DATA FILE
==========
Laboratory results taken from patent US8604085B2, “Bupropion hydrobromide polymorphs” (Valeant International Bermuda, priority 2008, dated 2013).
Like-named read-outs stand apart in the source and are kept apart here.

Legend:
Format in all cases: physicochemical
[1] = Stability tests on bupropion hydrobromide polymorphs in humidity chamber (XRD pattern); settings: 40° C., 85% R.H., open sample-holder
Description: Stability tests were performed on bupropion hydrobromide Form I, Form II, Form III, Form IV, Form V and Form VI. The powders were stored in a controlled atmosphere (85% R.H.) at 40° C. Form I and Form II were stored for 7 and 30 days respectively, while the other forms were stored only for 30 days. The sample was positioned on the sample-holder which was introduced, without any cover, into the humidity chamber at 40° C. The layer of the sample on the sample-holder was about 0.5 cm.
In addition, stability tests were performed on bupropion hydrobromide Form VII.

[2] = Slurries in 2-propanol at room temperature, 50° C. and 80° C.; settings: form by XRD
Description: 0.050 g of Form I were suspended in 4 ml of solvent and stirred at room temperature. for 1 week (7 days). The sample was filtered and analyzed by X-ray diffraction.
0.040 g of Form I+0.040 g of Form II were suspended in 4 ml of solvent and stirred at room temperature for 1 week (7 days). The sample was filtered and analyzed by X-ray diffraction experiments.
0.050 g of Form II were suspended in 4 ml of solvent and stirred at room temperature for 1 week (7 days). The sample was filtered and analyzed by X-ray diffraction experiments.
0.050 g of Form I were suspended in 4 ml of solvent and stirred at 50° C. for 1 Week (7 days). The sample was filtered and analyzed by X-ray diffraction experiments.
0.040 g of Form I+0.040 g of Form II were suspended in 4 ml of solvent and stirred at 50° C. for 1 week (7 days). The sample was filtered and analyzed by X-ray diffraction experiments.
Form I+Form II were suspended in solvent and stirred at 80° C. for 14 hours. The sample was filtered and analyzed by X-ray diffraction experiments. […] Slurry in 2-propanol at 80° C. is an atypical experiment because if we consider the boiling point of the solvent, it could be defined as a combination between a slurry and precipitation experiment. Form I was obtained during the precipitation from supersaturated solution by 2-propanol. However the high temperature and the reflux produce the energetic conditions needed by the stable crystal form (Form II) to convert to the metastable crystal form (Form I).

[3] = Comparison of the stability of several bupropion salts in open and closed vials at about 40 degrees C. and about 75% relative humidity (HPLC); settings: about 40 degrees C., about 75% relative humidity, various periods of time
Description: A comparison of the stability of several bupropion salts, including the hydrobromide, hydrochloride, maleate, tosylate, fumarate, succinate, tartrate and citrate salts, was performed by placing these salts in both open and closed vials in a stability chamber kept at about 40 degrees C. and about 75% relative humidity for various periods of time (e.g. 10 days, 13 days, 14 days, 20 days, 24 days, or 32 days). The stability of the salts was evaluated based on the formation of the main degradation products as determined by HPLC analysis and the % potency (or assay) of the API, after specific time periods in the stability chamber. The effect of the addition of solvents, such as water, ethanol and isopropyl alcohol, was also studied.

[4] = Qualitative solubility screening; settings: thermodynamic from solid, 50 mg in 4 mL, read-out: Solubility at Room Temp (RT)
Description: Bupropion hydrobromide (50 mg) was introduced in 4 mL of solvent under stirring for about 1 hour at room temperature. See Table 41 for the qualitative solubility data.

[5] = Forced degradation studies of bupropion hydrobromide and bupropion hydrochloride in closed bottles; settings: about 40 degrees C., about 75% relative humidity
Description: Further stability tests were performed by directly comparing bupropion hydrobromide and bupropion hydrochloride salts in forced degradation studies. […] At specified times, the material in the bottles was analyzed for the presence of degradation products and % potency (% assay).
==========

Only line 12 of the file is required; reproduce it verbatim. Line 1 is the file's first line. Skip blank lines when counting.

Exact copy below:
0.050 g of Form I were suspended in 4 ml of solvent and stirred at 50° C. for 1 Week (7 days). The sample was filtered and analyzed by X-ray diffraction experiments.